Whenever we hear a great business success story, whether it is in the news media or in a business case study, the conclusion is usually that success of the business was due to the people working there and their innovative practices.
I remember reading about Nike in school – and the cases kept going back to the same story of relentless innovation. There was even one story about the founder of Nike pouring rubber into a waffle iron in an attempt to create a better running shoe.
The waffle iron legend at Nike is definitely a nice story – one that no doubt continues to inspire generations of Nike employees – but to what degree did their culture of innovation really matter? Taking a look at Nike’s stock price, you can see a steady rise over time from 1987 to today – a rise which roughly mirrors the growth in world population during the same time period. A culture of innovation is no doubt a tremendous corporate asset; however in the business of selling shoes, I would argue that the most important thing – is the total number of feet.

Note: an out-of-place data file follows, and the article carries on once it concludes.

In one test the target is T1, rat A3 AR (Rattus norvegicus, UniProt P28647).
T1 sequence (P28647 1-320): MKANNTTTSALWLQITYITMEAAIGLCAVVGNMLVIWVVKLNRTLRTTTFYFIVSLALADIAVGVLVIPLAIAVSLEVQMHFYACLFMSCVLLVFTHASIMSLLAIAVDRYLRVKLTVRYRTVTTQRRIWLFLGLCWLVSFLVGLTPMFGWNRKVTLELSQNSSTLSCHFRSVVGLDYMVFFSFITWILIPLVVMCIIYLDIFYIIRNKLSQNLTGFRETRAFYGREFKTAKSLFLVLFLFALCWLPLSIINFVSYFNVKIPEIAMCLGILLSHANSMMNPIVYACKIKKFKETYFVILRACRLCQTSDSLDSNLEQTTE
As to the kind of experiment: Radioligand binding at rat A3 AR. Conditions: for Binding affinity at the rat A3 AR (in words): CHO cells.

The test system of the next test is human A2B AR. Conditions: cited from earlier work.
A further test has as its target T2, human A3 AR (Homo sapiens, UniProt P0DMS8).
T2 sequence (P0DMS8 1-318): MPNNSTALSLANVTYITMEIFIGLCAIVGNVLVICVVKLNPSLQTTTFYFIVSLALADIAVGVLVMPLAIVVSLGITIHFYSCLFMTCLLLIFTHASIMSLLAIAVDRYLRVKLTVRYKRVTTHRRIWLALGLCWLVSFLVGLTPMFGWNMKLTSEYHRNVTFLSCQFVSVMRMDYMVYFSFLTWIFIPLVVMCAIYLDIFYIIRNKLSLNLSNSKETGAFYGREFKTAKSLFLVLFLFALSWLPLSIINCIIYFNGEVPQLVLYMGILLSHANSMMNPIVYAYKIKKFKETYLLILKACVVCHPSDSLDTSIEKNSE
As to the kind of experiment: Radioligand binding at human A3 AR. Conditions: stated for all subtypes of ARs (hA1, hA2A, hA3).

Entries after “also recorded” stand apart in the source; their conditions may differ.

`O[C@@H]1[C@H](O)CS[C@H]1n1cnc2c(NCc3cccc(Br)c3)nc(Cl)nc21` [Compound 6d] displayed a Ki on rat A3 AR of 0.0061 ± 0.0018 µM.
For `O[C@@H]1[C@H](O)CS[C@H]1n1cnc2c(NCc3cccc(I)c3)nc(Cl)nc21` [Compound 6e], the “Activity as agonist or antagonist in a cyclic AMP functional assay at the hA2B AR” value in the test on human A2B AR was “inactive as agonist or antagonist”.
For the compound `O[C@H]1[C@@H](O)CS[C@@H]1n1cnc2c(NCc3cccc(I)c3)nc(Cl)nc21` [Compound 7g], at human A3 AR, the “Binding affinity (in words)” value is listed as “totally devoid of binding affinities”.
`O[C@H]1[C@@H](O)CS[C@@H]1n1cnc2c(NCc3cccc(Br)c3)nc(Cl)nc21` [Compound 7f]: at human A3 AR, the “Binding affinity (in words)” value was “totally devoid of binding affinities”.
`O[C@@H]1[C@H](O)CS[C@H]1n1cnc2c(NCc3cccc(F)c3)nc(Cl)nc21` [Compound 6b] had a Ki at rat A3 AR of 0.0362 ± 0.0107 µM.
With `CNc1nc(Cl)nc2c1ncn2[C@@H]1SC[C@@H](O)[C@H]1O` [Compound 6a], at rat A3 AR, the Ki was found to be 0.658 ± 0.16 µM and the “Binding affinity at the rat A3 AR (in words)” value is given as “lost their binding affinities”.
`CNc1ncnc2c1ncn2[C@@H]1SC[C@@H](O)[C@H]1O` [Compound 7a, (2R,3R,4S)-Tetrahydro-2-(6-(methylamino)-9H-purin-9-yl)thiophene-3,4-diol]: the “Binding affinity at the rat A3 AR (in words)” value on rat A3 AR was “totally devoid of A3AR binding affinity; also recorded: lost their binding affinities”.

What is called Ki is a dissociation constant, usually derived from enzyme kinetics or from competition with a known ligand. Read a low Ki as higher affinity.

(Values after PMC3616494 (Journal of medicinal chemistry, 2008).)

Was Nike’s success due to their unique culture of innovation? Or, was it just the fact that they were one of the biggest shoe manufactures selling shoes at a time of tremendous world population growth? It’s hard to say.
It’s nice to think that extraordinary individuals and hard-nosed American innovation is what leads to success – but I would argue that the greatest force in business (like in many things) is simply being in the right place at the right time.